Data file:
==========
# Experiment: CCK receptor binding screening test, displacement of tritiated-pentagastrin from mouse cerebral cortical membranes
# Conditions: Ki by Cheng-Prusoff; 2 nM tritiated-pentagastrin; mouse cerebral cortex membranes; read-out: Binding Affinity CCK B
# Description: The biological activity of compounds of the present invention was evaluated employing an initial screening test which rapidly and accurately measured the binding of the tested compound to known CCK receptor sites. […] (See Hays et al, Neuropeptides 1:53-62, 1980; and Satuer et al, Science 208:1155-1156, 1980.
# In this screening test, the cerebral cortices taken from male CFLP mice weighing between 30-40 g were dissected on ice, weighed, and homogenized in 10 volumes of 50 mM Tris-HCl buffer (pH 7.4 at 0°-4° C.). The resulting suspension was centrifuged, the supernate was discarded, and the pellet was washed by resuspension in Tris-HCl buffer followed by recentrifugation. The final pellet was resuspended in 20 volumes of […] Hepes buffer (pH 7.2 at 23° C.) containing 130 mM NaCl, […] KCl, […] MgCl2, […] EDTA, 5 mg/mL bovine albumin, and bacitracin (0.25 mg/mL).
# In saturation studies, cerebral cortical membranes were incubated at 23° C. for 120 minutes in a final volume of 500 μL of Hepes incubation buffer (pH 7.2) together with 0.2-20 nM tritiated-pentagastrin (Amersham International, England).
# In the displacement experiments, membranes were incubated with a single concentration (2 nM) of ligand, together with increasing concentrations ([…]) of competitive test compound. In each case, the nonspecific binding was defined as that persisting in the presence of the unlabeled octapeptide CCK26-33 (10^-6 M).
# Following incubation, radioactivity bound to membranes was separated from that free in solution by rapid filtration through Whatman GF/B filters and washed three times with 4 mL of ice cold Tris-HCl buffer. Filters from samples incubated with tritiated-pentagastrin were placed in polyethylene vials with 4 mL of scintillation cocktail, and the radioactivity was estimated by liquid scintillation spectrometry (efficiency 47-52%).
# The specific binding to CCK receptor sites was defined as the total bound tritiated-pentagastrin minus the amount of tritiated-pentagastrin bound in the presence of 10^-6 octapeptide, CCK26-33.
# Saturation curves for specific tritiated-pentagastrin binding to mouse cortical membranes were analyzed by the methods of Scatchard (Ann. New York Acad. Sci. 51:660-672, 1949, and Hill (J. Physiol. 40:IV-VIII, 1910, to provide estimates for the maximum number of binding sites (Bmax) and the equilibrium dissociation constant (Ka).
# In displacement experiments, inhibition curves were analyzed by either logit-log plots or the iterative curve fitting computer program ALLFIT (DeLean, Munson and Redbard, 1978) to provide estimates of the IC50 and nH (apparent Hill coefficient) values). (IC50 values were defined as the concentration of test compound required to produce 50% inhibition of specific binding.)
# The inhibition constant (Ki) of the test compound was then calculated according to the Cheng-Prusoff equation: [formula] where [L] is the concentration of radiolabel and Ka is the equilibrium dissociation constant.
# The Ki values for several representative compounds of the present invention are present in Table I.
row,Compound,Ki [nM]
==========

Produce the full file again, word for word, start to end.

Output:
# Experiment: CCK receptor binding screening test, displacement of tritiated-pentagastrin from mouse cerebral cortical membranes
# Conditions: Ki by Cheng-Prusoff; 2 nM tritiated-pentagastrin; mouse cerebral cortex membranes; read-out: Binding Affinity CCK B
# Description: The biological activity of compounds of the present invention was evaluated employing an initial screening test which rapidly and accurately measured the binding of the tested compound to known CCK receptor sites. […] (See Hays et al, Neuropeptides 1:53-62, 1980; and Satuer et al, Science 208:1155-1156, 1980.
# In this screening test, the cerebral cortices taken from male CFLP mice weighing between 30-40 g were dissected on ice, weighed, and homogenized in 10 volumes of 50 mM Tris-HCl buffer (pH 7.4 at 0°-4° C.). The resulting suspension was centrifuged, the supernate was discarded, and the pellet was washed by resuspension in Tris-HCl buffer followed by recentrifugation. The final pellet was resuspended in 20 volumes of […] Hepes buffer (pH 7.2 at 23° C.) containing 130 mM NaCl, […] KCl, […] MgCl2, […] EDTA, 5 mg/mL bovine albumin, and bacitracin (0.25 mg/mL).
# In saturation studies, cerebral cortical membranes were incubated at 23° C. for 120 minutes in a final volume of 500 μL of Hepes incubation buffer (pH 7.2) together with 0.2-20 nM tritiated-pentagastrin (Amersham International, England).
# In the displacement experiments, membranes were incubated with a single concentration (2 nM) of ligand, together with increasing concentrations ([…]) of competitive test compound. In each case, the nonspecific binding was defined as that persisting in the presence of the unlabeled octapeptide CCK26-33 (10^-6 M).
# Following incubation, radioactivity bound to membranes was separated from that free in solution by rapid filtration through Whatman GF/B filters and washed three times with 4 mL of ice cold Tris-HCl buffer. Filters from samples incubated with tritiated-pentagastrin were placed in polyethylene vials with 4 mL of scintillation cocktail, and the radioactivity was estimated by liquid scintillation spectrometry (efficiency 47-52%).
# The specific binding to CCK receptor sites was defined as the total bound tritiated-pentagastrin minus the amount of tritiated-pentagastrin bound in the presence of 10^-6 octapeptide, CCK26-33.
# Saturation curves for specific tritiated-pentagastrin binding to mouse cortical membranes were analyzed by the methods of Scatchard (Ann. New York Acad. Sci. 51:660-672, 1949, and Hill (J. Physiol. 40:IV-VIII, 1910, to provide estimates for the maximum number of binding sites (Bmax) and the equilibrium dissociation constant (Ka).
# In displacement experiments, inhibition curves were analyzed by either logit-log plots or the iterative curve fitting computer program ALLFIT (DeLean, Munson and Redbard, 1978) to provide estimates of the IC50 and nH (apparent Hill coefficient) values). (IC50 values were defined as the concentration of test compound required to produce 50% inhibition of specific binding.)
# The inhibition constant (Ki) of the test compound was then calculated according to the Cheng-Prusoff equation: [formula] where [L] is the concentration of radiolabel and Ka is the equilibrium dissociation constant.
# The Ki values for several representative compounds of the present invention are present in Table I.
row,Compound,Ki [nM]